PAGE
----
A young Chicana was photographed mid-scream holding up a copy of La Raza, the East L.A. newspaper that chronicled the Chicano Movement of the 1970s. It read, “La Raza Raided: Editor, Staff, Imprisoned.” The Autry Museum of the American West had on display a collection of photographs by La Raza staff. Among other things, photographers…
“The Last Supper of Chicano Heroes” (1988) by José Burciaga is one of Stanford’s most controversial murals. Its critics have raised a fuss over Burciaga’s choice to have socialist revolutionary Che Guevara depicted as a hero despite the atrocities he committed against Cubans during Fidel Castro’s rise to power. Residents of the Chicano/Latino theme dorm…
I’m taking an introductory science course right now. Much to my chagrin, I am reaffirming that I have no interest in studying science for a living. And I have been able to learn this because the class brings in speakers from across the sciences who are each modeling how people frame questions and communicate answers…
The debate over Western culture at Stanford did not start in the 1980s. It began in 1968 with the call for two curricula, Structured Liberal Education (SLE) and the program in African and African-American Studies (AAAS). Students have criticized SLE because it purports to study universal human questions while focusing primarily on European thinkers. Conversely,…
As it enters a new school year, CAPS will increase its number of staff, satellite locations and alternatives to one-on-one therapy sessions, among many other initiatives.
As the first Chicano poet laureate of the United States. Juan Felipe Herrera M.A. ’80 says his art informs his activism.
The Graduate Student Council (GSC) approved special fees at its last meetings. GSC members also discussed developing a housing affordability survey and set Mar. 1 as the date for their elections information session.
The Graduate Student Council (GSC) received an update on a project for new graduate housing in its latest meeting.
The Graduate Student Council (GSC) approved a joint resolution against the Trump administration’s travel restrictions and discussed changes to the special fees application process. Director of Counseling and Psychological Services (CAPS) Ron Albucher also presented on expanded after-hours mental health coverage.
Associate Justice Ruth Bader Ginsburg has served on the Supreme Court for over two decades, where she has been an advocate for women’s rights and equality under the law. On her most recent visit to Stanford, Justice Ginsburg delivered the “Rathbun Lecture on a Meaningful Life” as the 2017 Rathbun Visiting Fellow, a yearly program coordinated by the Office for Religious Life. The Stanford Daily sat down with Justice Ginsburg for her thoughts on gender equality, the justice system, and societal progress shortly before her lecture.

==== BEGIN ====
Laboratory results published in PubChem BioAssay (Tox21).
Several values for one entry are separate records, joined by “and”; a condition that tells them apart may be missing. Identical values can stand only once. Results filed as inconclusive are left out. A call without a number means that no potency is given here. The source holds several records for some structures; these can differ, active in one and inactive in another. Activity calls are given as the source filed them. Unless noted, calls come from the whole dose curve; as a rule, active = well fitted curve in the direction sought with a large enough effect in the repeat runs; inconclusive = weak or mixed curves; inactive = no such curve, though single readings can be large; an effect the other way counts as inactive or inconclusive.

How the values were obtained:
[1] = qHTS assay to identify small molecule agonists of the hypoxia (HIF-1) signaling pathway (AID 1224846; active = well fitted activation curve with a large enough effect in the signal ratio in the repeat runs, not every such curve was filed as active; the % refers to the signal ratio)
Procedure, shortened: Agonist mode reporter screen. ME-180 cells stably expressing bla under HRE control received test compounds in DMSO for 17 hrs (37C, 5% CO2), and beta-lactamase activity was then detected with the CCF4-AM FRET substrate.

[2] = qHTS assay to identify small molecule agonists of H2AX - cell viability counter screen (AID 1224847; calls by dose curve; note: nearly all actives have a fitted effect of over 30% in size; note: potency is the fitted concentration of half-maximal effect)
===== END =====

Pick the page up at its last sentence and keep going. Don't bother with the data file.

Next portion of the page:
A packed meeting of graduate student activists discussed admissions, diversity, and more.
The Graduate Student Council (GSC) announced dates for upcoming information sessions on finding off-campus graduate housing and approved the appointment of a new Nominations Commission (NomCom) at its first meeting of the quarter. The council also discussed if the NomCom had the authority to nominate graduate students’ spouses to the Graduate Housing Advisory Committee (GHAC).
The Daily interviewed journalist Joann Lublin about her new book on successful women business leaders.
The Vice Provost of Graduate Education ‘s (VPGE) Diversity Innovation Funds (DIF) program is accepting applications until Thursday from graduate students interested in planning projects that advance the goal of increasing diversity in the graduate community.
The Daily sits down with Education graduate student Nidia Ruedas-Gracia in the Glamorous Grad profile series.
The Stanford Graduate School of Business (GSB) announced a new fellowship program targeting applicants with strong ties to the Midwest.
In their first meeting of the academic year, the Graduate Student Council (GSC) discussed several issues affecting the graduate student body, as well as endorsing a ballot initiative to raise the sales tax in Santa Clara County. The council also heard funding requests from several student groups.
Maria Birukova, a fourth-year graduate student in the M.D./Ph.D. program at the Stanford School of Medicine, died on Sept. 18 in a climbing accident.
In this edition of Glam Grads, The Daily talked with third-year Ph.D. candidate in modern thought and literature (MTL) Jonathan Leal about his work at the intersection of minority literatures and popular music, with a focus on African American and Chicana/o aesthetic practices.
Joseph Keller, professor emeritus of mathematics and mechanical engineering, died at his home in Palo Alto from kidney cancer on Sept. 7 at 93 years old. Best known for his Geometrical Theory of Diffraction, Keller devised solutions to problems in the sciences and engineering.
The suit names the University, the National Collegiate Athletic Association (NCAA) and the Pacific-12 Conference (Pac-12) as defendants and covers Stanford football players active between 1959 and 2010.
On May 24, over 50 attendees participated in “Policy and the Path to Justice,” a discussion held by the Stanford NAACP and Stanford in Government (SIG), focusing on policies within the United States affecting black lives.
Despite the relocation of Stanford’s Art and Art History Department to the McMurtry Building in 2015, access to popular art courses and exhibition spaces remains limited for students. In response, the department plans to increase course offerings, but must continue to prioritize exhibition spaces for students within the department.
COMPMED 80N: “Introduction to Animal Behavior” offers students the opportunity to participate in a student-led interactive discussion while thinking critically about how each animal’s niche, or place in the world, is a function of its behavior.